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Forensic Evidence

NZ $55.00
Dr John Buckleton Craig Ruane
Dr John Buckleton
Principal Scientist
Environment and Scientific Research
Craig Ruane

This book is only available in PDF format 
Published: 23 September, 2008
Pages: 87


The process… starts upon the supposition that when you have eliminated all which is impossible, then whatever remains, however improbable, must be the truth. It may be that several explanations remain, in which case one tries test after test until one or other of them has a convincing amount of support.

Sherlock Holmes – The Blanched Soldier

One of the major problems facing criminal defence lawyers is the disparity in resources between prosecution and defence. The prosecution will normally have the resources of the State behind it, whilst the defence will often be working at a disadvantage, both financially and with availability to expertise.

This is particularly so where scientific evidence is concerned. The majority of forensic scientists are employed by the police or other law enforcement agencies, or by the Institute of Environmental Science and Research (ESR), the successor to the DSIR. As one of the common prerequisites for qualification as an expert is experience in the field, those who are employed by the prosecution agencies will generally have far more practical experience than those outside the prosecution system. In a number of areas, the only experts may be those employed by “prosecution” agencies.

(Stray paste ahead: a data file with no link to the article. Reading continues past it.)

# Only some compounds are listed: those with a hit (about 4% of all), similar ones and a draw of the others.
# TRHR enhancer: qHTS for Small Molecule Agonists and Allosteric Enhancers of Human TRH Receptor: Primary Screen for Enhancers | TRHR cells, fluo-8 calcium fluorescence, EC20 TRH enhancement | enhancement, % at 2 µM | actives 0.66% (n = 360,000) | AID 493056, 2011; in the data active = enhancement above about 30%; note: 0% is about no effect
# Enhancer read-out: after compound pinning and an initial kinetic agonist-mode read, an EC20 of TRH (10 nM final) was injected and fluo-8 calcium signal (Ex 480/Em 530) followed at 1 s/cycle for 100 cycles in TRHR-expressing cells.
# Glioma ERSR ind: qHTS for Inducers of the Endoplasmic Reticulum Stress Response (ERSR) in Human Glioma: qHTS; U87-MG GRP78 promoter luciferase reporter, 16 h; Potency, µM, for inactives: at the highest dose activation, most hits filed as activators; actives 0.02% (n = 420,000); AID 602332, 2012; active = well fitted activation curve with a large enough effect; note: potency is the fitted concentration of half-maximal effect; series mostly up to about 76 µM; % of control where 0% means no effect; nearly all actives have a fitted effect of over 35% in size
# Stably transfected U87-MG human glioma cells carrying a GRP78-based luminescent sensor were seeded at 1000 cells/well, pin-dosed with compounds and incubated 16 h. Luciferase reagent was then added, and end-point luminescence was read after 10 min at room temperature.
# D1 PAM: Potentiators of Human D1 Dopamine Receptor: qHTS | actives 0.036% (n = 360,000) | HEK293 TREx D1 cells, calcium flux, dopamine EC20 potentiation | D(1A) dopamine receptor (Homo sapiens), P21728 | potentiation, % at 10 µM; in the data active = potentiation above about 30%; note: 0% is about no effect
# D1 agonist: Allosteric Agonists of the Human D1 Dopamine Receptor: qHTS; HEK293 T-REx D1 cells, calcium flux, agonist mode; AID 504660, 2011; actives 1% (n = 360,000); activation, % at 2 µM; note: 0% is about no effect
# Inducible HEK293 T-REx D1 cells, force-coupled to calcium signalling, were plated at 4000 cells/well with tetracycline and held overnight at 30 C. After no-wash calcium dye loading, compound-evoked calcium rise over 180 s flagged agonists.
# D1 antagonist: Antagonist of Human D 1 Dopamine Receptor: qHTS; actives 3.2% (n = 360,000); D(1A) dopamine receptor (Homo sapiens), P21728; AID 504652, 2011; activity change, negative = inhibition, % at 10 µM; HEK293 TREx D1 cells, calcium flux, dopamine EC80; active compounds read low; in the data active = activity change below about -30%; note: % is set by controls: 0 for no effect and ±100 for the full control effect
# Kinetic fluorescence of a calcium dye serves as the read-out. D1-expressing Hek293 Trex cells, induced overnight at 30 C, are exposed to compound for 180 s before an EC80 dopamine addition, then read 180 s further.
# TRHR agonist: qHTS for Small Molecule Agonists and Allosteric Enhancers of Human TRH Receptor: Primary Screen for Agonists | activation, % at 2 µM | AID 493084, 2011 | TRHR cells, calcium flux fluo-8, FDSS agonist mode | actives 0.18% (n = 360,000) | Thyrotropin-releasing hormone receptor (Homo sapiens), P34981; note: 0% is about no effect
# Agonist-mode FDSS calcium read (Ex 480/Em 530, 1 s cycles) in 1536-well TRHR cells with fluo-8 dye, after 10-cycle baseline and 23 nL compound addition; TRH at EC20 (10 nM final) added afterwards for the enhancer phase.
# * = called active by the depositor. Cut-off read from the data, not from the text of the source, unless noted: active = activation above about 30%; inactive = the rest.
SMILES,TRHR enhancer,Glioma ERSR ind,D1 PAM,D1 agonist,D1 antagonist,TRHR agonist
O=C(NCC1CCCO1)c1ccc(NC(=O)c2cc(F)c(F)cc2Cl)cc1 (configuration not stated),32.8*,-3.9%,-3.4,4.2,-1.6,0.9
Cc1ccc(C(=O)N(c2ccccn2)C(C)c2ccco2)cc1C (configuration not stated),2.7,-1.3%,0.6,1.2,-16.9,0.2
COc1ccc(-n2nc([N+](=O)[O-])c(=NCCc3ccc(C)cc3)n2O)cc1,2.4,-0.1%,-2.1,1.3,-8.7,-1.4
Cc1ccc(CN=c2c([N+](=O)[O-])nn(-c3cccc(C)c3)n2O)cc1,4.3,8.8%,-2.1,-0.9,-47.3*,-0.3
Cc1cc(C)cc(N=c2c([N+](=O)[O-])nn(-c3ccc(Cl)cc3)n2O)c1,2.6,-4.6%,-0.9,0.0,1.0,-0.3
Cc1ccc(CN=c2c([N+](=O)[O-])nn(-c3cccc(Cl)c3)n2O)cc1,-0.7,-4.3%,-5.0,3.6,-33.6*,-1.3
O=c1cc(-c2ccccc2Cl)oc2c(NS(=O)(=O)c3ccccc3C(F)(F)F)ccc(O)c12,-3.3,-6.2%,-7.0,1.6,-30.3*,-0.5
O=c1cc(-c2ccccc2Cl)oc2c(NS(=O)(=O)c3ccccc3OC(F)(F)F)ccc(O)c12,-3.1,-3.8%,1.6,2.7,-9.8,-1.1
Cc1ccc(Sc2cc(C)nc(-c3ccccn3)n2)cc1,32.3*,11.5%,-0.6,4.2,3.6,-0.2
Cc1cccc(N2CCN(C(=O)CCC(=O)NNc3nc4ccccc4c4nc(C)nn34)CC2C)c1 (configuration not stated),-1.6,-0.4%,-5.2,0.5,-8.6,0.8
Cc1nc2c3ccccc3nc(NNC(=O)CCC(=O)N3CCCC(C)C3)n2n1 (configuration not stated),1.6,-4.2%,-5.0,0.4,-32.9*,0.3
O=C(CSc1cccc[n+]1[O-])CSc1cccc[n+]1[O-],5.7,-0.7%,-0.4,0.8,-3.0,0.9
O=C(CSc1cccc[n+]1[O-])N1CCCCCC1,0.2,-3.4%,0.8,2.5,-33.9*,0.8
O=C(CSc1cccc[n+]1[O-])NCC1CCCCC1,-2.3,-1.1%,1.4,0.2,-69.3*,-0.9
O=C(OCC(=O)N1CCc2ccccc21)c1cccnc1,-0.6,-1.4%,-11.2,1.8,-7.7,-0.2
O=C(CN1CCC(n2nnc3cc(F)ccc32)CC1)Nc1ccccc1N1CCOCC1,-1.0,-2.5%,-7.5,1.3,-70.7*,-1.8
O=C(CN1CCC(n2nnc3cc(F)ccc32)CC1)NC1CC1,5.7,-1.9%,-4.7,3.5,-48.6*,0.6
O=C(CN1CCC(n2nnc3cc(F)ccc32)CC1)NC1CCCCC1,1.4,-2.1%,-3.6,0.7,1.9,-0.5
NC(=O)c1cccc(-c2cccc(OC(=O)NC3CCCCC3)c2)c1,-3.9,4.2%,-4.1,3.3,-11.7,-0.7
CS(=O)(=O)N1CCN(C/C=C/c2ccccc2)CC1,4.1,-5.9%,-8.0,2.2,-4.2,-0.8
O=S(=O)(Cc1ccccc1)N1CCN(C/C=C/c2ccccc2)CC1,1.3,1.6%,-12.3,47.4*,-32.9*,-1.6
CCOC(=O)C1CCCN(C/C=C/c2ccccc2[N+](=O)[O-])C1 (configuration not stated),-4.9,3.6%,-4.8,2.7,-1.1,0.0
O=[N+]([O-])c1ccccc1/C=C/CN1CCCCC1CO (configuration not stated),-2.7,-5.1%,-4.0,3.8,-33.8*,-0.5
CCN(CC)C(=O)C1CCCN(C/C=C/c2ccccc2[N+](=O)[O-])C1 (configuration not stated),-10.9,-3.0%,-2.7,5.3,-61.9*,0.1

This will depend on the area of expertise, but the majority of those with experience in the areas of DNA analysis, toxicology, fingerprints or the other areas of expertise commonly seen in the criminal arena will be from the Crown side of the house. There are some experts who have left the police or ESR, and set up in private practice, but they are few. As time goes on their levels of expertise may fade, or become dated.

Except in those rare cases where a suspect will seek legal advice at an early stage, most defence lawyers will be faced with an accused who has already been charged with an offence. Counsel will not have the opportunity of examining, first hand, the evidence which the prosecution proposes to use before it is collected or removed from the scene. By the time the defence lawyer gets to the file, much of the evidence has been collected and is well on the way to be being analysed.

The purpose of this seminar is to provide part of the foundation upon which the theory of the case can be erected. Those attending the seminar will not become forensic scientists but will, we trust, be given the tools with which they can examine the evidence to be tendered by forensic scientists, to consider its importance and implications, and the resources which will enable counsel to deal effectively with forensic scientific evidence.

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